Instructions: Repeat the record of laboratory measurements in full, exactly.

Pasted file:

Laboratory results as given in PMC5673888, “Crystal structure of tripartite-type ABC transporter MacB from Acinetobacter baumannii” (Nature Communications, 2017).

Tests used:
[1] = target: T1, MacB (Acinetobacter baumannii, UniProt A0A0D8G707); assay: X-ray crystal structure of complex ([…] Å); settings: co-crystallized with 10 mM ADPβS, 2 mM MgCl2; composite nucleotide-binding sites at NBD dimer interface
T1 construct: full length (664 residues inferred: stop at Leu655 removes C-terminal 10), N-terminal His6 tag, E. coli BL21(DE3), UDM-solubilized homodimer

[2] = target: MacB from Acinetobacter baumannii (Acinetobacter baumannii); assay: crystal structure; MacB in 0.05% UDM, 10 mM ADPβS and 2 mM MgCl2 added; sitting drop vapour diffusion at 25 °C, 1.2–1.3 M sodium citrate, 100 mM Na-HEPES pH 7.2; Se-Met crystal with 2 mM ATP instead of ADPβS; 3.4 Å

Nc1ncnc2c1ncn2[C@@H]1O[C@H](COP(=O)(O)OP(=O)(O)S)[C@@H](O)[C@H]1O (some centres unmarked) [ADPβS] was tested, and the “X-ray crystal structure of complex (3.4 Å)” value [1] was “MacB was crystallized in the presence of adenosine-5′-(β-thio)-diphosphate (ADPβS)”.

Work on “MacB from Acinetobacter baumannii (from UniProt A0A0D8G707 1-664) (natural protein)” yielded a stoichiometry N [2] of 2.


Laboratory results as given in PMC5673888, “Crystal structure of tripartite-type ABC transporter MacB from Acinetobacter baumannii” (Nature Communications, 2017).

Tests used:
[1] = target: T1, MacB (Acinetobacter baumannii, UniProt A0A0D8G707); assay: X-ray crystal structure of complex ([…] Å); settings: co-crystallized with 10 mM ADPβS, 2 mM MgCl2; composite nucleotide-binding sites at NBD dimer interface
T1 construct: full length (664 residues inferred: stop at Leu655 removes C-terminal 10), N-terminal His6 tag, E. coli BL21(DE3), UDM-solubilized homodimer

[2] = target: MacB from Acinetobacter baumannii (Acinetobacter baumannii); assay: crystal structure; MacB in 0.05% UDM, 10 mM ADPβS and 2 mM MgCl2 added; sitting drop vapour diffusion at 25 °C, 1.2–1.3 M sodium citrate, 100 mM Na-HEPES pH 7.2; Se-Met crystal with 2 mM ATP instead of ADPβS; 3.4 Å

Nc1ncnc2c1ncn2[C@@H]1O[C@H](COP(=O)(O)OP(=O)(O)S)[C@@H](O)[C@H]1O (some centres unmarked) [ADPβS] was tested, and the “X-ray crystal structure of complex (3.4 Å)” value [1] was “MacB was crystallized in the presence of adenosine-5′-(β-thio)-diphosphate (ADPβS)”.

Work on “MacB from Acinetobacter baumannii (from UniProt A0A0D8G707 1-664) (natural protein)” yielded a stoichiometry N [2] of 2.